8 March, 2021

Have any of you remembered the social networks before Facebook, Twitter, and Instagram? Well, now a new podcast series aims to take you back in time to see how these networks came about. The host of the WebMasters podcast series Aaron Dinin spoke with Jonathan Abrams, who is the founder of the early social network Friendster. You can check the whole interview from Latona’s new podcast episode here.

Friendster is mostly recognized as the earliest social network, but Abrams had doubts whether the site will work so he threatened it as an experiment. Abrams is the founder of Achoo- a software tool that is a play on the Yahoo brand. In 1999 he created Hotlinks- a bookmarking community where people can share bookmarks with others.

Abrams came up with the idea to incorporate real-life social context into online services using real names and pictures. He gave it the name ‘Friendster‘. After building up the prototype his friends told him  that it was the dumbest idea he ever had. The platform grew exponentially with millions of users by the end of the first year.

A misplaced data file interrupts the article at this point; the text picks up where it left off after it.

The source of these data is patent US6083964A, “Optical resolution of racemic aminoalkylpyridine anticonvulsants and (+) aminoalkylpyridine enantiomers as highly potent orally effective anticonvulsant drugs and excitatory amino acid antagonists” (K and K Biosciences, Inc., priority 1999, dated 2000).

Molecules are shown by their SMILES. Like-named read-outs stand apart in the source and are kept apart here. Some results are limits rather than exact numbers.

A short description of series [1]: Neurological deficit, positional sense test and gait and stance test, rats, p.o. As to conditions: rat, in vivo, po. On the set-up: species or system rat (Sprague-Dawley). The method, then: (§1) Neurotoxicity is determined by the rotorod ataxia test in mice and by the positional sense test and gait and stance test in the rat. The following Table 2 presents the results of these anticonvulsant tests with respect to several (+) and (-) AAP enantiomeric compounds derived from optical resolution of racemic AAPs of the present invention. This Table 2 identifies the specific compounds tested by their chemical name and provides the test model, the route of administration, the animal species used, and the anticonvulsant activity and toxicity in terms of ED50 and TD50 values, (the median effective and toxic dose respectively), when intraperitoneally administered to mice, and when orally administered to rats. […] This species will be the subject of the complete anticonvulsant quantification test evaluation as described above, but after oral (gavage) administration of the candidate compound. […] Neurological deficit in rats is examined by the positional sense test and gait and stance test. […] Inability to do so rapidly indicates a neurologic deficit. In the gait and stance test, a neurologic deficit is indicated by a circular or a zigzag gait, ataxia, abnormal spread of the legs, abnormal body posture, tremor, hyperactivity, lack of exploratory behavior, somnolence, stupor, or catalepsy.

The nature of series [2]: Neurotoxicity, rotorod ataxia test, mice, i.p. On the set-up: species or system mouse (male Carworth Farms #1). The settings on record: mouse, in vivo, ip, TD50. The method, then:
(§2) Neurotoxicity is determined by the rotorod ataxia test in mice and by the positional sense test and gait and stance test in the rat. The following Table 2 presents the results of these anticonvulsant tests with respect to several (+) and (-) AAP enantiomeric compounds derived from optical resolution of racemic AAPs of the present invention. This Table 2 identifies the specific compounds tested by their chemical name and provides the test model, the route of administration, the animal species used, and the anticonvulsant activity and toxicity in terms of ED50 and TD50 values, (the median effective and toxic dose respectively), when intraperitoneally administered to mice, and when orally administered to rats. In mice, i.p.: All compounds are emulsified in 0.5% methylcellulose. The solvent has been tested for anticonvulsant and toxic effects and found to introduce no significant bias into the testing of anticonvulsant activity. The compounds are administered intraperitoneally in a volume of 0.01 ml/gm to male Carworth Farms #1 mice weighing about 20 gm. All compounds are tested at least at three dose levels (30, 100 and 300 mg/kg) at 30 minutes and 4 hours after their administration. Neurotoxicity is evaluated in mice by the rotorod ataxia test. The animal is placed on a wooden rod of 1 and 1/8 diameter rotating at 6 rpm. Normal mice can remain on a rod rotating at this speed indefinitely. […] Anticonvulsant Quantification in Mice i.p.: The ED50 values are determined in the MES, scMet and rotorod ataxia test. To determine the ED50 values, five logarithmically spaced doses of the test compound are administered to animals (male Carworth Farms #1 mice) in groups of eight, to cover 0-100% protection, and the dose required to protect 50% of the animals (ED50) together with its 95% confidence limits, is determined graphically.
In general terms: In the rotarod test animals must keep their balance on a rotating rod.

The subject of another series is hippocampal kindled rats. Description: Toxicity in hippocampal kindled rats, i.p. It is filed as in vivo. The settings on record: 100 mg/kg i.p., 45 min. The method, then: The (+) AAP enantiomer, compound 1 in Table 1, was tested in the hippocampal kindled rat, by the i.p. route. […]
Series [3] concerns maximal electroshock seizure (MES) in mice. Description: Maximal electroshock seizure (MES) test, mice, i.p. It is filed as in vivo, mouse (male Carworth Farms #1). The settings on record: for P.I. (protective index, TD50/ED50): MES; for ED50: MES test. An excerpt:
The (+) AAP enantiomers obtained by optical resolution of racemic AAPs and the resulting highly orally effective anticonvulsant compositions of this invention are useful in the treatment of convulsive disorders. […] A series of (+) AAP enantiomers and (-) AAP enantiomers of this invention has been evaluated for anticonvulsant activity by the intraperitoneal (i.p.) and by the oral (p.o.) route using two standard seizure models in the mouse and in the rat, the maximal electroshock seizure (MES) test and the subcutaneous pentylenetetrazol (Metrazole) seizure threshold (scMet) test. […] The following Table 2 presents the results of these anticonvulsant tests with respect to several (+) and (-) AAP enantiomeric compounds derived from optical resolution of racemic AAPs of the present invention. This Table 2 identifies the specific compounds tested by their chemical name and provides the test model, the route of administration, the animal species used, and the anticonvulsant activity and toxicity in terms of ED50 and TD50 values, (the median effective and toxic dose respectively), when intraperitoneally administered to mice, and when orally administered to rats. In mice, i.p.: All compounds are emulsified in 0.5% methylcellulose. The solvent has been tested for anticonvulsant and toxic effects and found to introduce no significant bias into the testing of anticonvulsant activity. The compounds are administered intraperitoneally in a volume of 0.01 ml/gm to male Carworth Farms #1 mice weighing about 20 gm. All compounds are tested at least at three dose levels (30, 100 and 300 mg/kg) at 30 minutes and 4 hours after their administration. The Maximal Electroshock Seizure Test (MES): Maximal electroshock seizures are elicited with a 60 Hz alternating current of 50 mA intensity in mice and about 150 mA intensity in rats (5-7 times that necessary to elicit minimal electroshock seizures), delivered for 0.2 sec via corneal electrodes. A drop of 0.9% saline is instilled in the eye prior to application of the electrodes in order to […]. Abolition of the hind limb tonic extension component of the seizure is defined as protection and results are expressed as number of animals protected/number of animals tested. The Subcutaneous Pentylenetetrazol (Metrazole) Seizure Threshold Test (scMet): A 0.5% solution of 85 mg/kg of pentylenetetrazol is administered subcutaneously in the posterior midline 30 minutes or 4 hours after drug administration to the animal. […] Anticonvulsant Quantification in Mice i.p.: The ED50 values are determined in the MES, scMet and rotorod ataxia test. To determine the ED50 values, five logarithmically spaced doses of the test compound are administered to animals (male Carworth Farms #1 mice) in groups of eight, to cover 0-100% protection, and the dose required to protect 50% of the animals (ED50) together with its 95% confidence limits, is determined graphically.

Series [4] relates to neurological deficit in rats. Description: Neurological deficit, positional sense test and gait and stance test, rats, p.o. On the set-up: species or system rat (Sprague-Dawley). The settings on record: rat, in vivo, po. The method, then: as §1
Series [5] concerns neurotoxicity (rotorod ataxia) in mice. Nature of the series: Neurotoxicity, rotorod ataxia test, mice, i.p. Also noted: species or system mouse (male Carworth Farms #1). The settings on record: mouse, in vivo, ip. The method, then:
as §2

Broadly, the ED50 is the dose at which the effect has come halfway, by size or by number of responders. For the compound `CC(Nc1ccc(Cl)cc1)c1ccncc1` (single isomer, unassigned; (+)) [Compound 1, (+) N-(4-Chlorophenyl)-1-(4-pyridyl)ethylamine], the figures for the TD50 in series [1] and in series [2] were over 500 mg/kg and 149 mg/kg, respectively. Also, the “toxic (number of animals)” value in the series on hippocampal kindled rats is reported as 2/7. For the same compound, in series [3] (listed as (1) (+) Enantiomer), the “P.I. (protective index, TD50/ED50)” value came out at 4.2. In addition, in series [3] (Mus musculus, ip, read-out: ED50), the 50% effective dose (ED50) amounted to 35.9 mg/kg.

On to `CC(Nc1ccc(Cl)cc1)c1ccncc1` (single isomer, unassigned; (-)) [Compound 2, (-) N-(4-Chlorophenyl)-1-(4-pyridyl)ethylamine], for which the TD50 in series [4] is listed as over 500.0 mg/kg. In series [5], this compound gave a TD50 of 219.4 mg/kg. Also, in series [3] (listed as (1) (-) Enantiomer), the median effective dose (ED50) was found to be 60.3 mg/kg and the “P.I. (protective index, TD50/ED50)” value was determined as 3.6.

Google offered to buy this one-year-old company for $30 million in shares – which is worth over $1 billion today. However,  Abrams’ high powered and successful investors promised him to turn Friendster” into a multi-billion dollar company. Abrams decided not to sell his company to Google- a company with far more resources than his start-up. Abrams noted:

“If we had sold that company to Google, I looked at the fact that Orkut and Google Buzz and Google+ were ultimately not successful.”

After all, Friendster was sold to a company in Asia, who sold the patent to Mark Zuckerberg. Abrams feels disappointed because his company had the real potential to succeed.

“I ended up being the leader in an industry that we started and then having such a disappointing outcome”.

Friendster lost the market to competitors. Abrams’ decision to reject Google became one of the cautionary tales amongst all start-up founders. However, it is a fact that Jonathan Abrams gave one ready-prepared idea that was used as a basis of Facebook. Now we can only wonder what the social networking landscape would look like without Friendster. 

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